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The Lydenburg Heads: The Earliest  Iron Age Art South of the Equator

The Lydenburg Heads: The Earliest Iron Age Art South of the Equator

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The Lydenburg Heads are a set of terracotta heads discovered in the eastern Transvaal of South Africa. One of the heads has been dated to around 500 AD, and it is believed that the rest of the heads also originate from the same time period. One of the most impressive aspects of the Lydenburg Heads is that they are, at present, the earliest known examples of Iron Age art south of the equator. They are considered a national treasure by South Africa and are now on display at the National Museum in Cape Town.

Ludwig von Bezing, the Boy with an Archaeological Discovery

The story of the Lydenburg Heads begins in 1957. This was the year when fragments of the heads were first seen. This discovery was not made by archaeologists, but by a ten-year-old boy, Ludwig von Bezing, who was playing in the veldt on his father’s farm near Lydenburg. It was only five years later that von Bezing developed an interest in archaeology and re-visited the site where he first saw the terracotta fragments. Between 1962 and 1966, von Bezing’s frequent visits to the Sterkspruit valley resulted in the collection of pieces of the Lydenburg Heads, though at that time, he was not aware of his great find.

When von Bezing went to the University of Cape Town to study medicine he joined the university’s archaeological club. At the insistence of the club, von Bezing took his finds to the university. At this time, his collection contained not only fragments of the terracotta heads and pottery, but also iron beads, copper beads, and pieces of bones. These finds piqued the interest of the university’s archaeologist, and an excavation of the site was carried out by the University of Cape Town and the University of the Witwatersrand.

Fragments of domestic pottery with similar decoration to the Lydenburg Heads, Lydenburg, South Africa

Fragments of domestic pottery with similar decoration to the Lydenburg Heads, Lydenburg, South Africa ( Wikimedia Commons )

One of the discoveries of this excavation was what we now call the Lydenburg Heads. Upon reconstruction of the terracotta fragments it was discovered that there are seven of these heads. Two heads are said to be large enough to fit over the head of a child, while the other five heads are about half that size. All of the heads are hollow, and are roughly an inverted U in shape. Although there are certain differences amongst the heads, there are also a number of common attributes that justify their categorization as a group.

Categorizing the Lydenburg Heads

The formation of features on the Lydenburg Heads may be divided into two main categories: those created by the application of pieces of clay to the basic clay form, and those produced by incision. The lips of the heads, for instance, were made by two crescent-shaped pieces of clay joined at the corners when they taper to the cheeks. Although the application of the lips is consistent, there was some variation. In the large heads, for instance, a slit was made in the clay wall so that the mouth was open, but the small heads had teeth, represented by small pieces of clay inserted between the lips. The nose, eyes and ears were also applied using the same technique.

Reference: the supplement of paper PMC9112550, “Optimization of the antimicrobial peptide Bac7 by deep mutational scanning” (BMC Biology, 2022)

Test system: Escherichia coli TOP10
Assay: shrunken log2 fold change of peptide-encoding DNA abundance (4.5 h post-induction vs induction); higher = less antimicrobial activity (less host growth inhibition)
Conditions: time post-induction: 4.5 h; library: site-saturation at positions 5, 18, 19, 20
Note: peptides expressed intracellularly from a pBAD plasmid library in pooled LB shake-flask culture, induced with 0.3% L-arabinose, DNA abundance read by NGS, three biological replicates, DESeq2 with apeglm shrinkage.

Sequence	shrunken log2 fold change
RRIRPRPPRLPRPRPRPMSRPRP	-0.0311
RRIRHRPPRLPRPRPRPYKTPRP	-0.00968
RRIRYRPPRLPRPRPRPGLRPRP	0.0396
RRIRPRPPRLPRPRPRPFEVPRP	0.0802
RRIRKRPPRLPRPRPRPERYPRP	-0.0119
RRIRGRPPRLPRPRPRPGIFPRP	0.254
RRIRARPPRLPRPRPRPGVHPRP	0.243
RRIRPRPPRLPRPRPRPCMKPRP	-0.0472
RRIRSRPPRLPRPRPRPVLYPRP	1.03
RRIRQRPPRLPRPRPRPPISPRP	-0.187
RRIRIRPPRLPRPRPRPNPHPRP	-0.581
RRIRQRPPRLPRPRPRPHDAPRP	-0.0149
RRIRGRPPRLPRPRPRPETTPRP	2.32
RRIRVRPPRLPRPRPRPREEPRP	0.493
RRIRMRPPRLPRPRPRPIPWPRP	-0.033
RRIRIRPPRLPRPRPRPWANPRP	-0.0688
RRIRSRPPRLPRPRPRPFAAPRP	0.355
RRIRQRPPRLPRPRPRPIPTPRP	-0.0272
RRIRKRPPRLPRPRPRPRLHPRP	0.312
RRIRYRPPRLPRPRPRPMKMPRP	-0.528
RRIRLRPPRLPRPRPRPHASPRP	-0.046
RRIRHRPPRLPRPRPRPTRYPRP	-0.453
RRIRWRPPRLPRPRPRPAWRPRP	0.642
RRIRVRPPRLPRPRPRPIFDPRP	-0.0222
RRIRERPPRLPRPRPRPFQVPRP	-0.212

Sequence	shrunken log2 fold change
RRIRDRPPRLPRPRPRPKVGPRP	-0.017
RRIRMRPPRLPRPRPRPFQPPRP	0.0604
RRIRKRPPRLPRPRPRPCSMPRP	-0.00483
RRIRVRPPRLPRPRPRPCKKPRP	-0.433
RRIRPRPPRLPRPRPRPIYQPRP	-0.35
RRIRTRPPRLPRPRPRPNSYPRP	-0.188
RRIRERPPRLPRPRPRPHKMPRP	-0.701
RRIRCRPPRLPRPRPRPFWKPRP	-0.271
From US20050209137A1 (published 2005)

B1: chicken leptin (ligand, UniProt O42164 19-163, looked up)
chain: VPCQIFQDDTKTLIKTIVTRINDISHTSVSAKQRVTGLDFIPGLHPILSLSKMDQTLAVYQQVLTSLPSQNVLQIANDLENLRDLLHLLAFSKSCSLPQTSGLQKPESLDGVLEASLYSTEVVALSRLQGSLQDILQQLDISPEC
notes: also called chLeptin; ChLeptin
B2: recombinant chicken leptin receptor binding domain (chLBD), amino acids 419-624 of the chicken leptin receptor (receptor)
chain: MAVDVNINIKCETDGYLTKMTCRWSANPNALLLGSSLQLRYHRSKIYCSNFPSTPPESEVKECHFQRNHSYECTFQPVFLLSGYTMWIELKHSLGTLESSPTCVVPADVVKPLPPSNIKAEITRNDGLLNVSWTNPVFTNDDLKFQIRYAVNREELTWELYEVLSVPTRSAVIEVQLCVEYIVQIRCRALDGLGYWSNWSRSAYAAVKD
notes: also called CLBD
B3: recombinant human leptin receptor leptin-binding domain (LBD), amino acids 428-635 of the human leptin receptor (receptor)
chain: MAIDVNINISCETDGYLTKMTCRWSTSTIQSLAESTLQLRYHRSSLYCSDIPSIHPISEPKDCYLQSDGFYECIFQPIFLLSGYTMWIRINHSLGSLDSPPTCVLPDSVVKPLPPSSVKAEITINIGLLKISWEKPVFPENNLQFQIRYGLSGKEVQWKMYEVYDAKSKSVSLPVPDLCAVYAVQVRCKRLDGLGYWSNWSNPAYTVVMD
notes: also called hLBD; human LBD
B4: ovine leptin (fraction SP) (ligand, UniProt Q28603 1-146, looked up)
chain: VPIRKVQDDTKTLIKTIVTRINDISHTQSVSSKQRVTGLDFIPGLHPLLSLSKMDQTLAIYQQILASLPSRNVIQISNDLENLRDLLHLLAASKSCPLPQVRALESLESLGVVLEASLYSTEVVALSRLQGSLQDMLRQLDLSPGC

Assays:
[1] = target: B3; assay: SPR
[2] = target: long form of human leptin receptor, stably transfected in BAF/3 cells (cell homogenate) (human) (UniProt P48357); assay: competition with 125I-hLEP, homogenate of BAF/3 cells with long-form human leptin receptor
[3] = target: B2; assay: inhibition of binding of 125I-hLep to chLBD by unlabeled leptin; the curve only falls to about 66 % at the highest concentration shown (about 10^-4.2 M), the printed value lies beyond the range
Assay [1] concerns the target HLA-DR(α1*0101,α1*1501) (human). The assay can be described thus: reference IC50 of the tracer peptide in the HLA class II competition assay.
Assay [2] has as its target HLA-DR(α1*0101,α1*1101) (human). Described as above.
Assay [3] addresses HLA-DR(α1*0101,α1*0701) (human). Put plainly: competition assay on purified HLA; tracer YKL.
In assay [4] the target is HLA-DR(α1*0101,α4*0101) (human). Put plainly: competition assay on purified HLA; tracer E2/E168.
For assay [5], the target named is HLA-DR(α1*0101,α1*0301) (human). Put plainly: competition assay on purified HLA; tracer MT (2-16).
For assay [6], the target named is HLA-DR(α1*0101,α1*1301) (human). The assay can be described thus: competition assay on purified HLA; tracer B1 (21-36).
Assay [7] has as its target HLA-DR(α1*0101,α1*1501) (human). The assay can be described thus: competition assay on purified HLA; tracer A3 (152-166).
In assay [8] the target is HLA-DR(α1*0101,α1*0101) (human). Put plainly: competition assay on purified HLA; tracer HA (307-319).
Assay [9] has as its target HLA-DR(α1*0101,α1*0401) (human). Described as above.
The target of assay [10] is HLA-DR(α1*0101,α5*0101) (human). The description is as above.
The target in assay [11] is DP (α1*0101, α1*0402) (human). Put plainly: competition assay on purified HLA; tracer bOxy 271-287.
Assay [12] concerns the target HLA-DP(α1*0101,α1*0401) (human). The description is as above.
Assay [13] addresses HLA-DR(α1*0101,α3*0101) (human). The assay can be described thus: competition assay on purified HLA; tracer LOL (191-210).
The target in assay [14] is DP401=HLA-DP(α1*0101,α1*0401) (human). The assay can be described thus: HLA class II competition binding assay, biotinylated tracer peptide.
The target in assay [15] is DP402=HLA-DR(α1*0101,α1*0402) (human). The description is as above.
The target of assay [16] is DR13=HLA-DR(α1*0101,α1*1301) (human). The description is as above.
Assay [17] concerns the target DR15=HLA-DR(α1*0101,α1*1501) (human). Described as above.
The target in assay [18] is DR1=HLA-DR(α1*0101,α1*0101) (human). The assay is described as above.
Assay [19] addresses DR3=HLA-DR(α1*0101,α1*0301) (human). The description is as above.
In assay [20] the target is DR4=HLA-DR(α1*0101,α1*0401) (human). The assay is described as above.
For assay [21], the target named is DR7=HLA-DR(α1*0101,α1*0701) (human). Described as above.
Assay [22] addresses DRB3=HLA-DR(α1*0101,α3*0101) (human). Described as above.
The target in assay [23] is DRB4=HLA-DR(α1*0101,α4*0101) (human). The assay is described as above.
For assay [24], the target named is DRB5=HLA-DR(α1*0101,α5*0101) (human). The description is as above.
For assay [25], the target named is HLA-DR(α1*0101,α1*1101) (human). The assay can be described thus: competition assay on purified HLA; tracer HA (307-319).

One of the smaller Lydenburg Heads, with visible teeth, Lydenburg, South Africa

One of the smaller Lydenburg Heads, with visible teeth, Lydenburg, South Africa ( Wikimedia Commons )

The use of incision to produce decorations on the Lydenburg Heads can be seen on their backs. Additionally, this can also been observed in the columnar necks of the heads. Each neck is encircled by bands with incised diagonal hatchings. It has been noted that the grooves between the bands on the large heads were modeled and those on the small heads were boldly incised.

Interpreting the Lydenburg Heads

One possible interpretation of these neck rings is that they are a representation of prosperity. This is based on the view held by many African peoples that necks ringed with fat are a sign of beauty and prosperity. Although this is plausible, it would be impossible to know if the makers of the Lydenburg Heads were of the same opinion.

It is also unclear how these heads were used. As mentioned previously, the two large heads are big enough to fit on the head of a child. It has been speculated that these heads may have been worn as helmet masks, and used during initiation and other religious ceremonies. On either side of the lowest neck ring of the five smaller heads is a small hole. For that reason, it has been suggested that these holes were used to attach the heads to something else, perhaps to poles and costumes. Once again, this suggests use within a ritual context.

These artifacts of Iron Age art are treasured and with time and technology, one hopes that more details of their use and meaning will be discovered.

Featured image: Two of the Lydenburg Heads ( University of Cape Town )

By Ḏḥwty

References

BBC, 2005. Treasuring South Africa's history. [Online]
Available at: http://news.bbc.co.uk/2/hi/africa/4559823.stm

Kleiner, F. S., 2013. Gardner’s Art through the Ages: A Global History, Volume 1. 14 ed. Boston: Wadsworth Publishing.

Lydenburg Museum, 2008. Lydenburg Heads. [Online]
Available at: http://www.lydenburgmuseum.org.za/feature.asp?id=3

Maggs, T. & Davison, P., 1981. The Lydenburg Heads. African Arts, 14(2), pp. 28-33, 88.

The Metropolitan Museum of Art, 2015. Lydenburg Heads (ca. 500). [Online]
Available at: http://www.metmuseum.org/toah/hd/lyde/hd_lyde.htm

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